(Ser or S) (Thr or T) (Cys or C)

Tyrosine Asparagine Glutamine


(Tyr or Y) (Asn or N) (Gln or Q)

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Amino Acid Monomers
Electrically Charged (Hydrophilic) Side Chains

Basic (positively charged)

Acidic (negatively charged)

Aspartic acid Glutamic acid Lysine Arginine Histidine


(Asp or D) (Glu or E) (Lys or K) (Arg or R) (His or H)

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Polypeptides (Amino Acid Polymers)

Amino acids are linked by covalent bonds called


peptide bonds
A polypeptide is a
polymer of amino
acids
Each polypeptide has a
unique linear sequence of
amino acids, with a
carboxyl end (C-terminus)
and an amino end
(N-terminus)
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Protein Structure and Function

A proteins specific shape determines its


function

Lysozyme: Groove is formed to VDAC-1: What might its function be?


fit only a specific substrate.
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Protein Structure and Function

The sequence of amino acids determines a


proteins three-dimensional structure
Interactions among amino acid side chains (R-
groups) and the peptide backbone promote folding
of a polypeptide into a three-dimensional shape.

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Four Levels of Protein Structure

The primary structure of a protein is its unique


sequence of amino acids
Each protein has a unique
amino acid sequence that
is determined by inherited
genetic information

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Four Levels of Protein Structure

Secondary structure, found in most proteins,


consists of coils and folds in the polypeptide chain
Secondary structure results
from hydrogen bonds between
repeating constituents of the
polypeptide backbone
Typical secondary structures
are a coil called an helix
and a folded structure called
a pleated sheet

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Four Levels of Protein Structure

Tertiary structure, the overall shape of a


polypeptide, results from interactions between
R groups, rather than interactions between
backbone constituents

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Four Levels of Protein Structure

Tertiary structure interactions include hydrogen


bonds, ionic bonds, hydrophobic interactions,
and van der Waals interactions
Strong covalent
bonds called
disulfide bridges
may reinforce
the proteins
structure

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Four Levels of Protein Structure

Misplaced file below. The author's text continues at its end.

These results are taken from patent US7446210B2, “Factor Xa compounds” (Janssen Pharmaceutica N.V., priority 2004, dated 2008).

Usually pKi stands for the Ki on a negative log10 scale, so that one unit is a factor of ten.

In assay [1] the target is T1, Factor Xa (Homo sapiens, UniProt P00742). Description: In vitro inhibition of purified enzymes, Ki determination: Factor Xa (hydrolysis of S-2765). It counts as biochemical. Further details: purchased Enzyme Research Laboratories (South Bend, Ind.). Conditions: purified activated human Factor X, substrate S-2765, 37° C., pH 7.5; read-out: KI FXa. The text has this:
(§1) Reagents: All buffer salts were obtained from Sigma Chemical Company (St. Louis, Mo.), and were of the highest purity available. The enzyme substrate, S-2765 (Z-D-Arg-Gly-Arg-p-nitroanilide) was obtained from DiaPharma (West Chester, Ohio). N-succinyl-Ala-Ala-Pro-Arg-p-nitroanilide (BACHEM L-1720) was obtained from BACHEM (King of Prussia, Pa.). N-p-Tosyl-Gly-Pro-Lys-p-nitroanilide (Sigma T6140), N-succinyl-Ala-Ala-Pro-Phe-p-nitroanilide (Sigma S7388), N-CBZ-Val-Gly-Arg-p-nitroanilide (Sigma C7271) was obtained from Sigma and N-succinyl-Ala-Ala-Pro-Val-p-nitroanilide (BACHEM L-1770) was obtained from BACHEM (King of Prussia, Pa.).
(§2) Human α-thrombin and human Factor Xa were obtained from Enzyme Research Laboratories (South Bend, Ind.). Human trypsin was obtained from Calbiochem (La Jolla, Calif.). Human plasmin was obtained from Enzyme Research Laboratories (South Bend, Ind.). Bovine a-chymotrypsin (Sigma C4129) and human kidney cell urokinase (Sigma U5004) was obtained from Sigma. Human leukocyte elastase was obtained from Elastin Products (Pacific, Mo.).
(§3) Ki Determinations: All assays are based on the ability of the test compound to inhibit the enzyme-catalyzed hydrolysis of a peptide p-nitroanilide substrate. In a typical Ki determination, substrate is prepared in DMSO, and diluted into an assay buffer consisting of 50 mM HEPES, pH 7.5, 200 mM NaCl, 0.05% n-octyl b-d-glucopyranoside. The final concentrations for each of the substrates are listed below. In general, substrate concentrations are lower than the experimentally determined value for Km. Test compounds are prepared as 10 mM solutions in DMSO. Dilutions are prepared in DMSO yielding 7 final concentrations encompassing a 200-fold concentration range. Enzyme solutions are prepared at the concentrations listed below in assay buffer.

Quaternary structure results when a protein


consists of multiple polypeptide chains

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Other Examples of Quaternary Structure

Collagen is a fibrous protein consisting of three


polypeptides coiled like a rope

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Other Examples of Quaternary Structure

Hemoglobin is a globular protein


consisting of four polypeptides:
two alpha and two beta chains

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Unique Protein Structure = Unique Function
A protein unique primary structure leads to unique
folding patterns (unique amino acid interactions)
Unique folding leads to unique structure
Unique structure = unique function

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Sickle-Cell Disease: A Change in Primary
Structure
A slight change in primary structure can affect a
proteins structure and ability to function
Sickle-cell disease, an inherited blood disorder,
results from a single amino acid substitution in the
protein hemoglobin

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Figure 5.19

Secondary
Primary Quaternary Function Red Blood Cell
and Tertiary
Structure Structure Shape
Structures
1 Normal Normal Proteins do not associate
subunit hemoglobin with one another; each
2
carries oxygen.
3

Normal

4
5
6
7 5 m

1 Sickle-cell Sickle-cell Proteins aggregate into a


subunit hemoglobin fiber; capacity to
2
carry oxygen
3
Sickle-cell

is reduced.
4
5
6
7 5 m

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Environmental Factors Affecting Protein
Structure
In addition to primary structure, physical and
chemical conditions can affect structure
Alterations in pH, salt concentration,
temperature, or other environmental factors
can cause a protein to unravel
This loss of a proteins native structure is
called denaturation
A denatured protein is biologically inactive

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Protein Denaturation and Renaturation

Normal protein

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Protein Denaturation and Renaturation

Normal protein Denatured protein

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Protein Denaturation and Renaturation

Normal protein Denatured protein

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Protein Folding in the Cell

It is hard to predict a proteins structure from its


primary structure
Most proteins probably go through several stages
on their way to a stable structure
Chaperonins are protein molecules that assist
the proper folding of other proteins
Diseases such as Alzheimers, Parkinsons,
and mad cow disease are associated with
misfolded proteins

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Chaperonin-Assisted Protein Folding

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Enzyme Function

Enzymes are usually proteins that speed up


chemical reactions
Remember, chemical reactions are the
rearrangement of atoms
Not only is matter rearranged, but energy is also
involved.

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Chemical Energy and Cellular Work

Chemical energythe potential


energy stored in the structure of Chemical Energy
(energy stored in bond
that restricts motion)
molecules.
Kinetic energythe energy of Energy In Energy out
movement
Workthe transfer of energy Kinetic energy Kinetic energy
(free motion of atoms

Life depends on the fact that


and molecules)

cells work!

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Energy and Chemical Reactions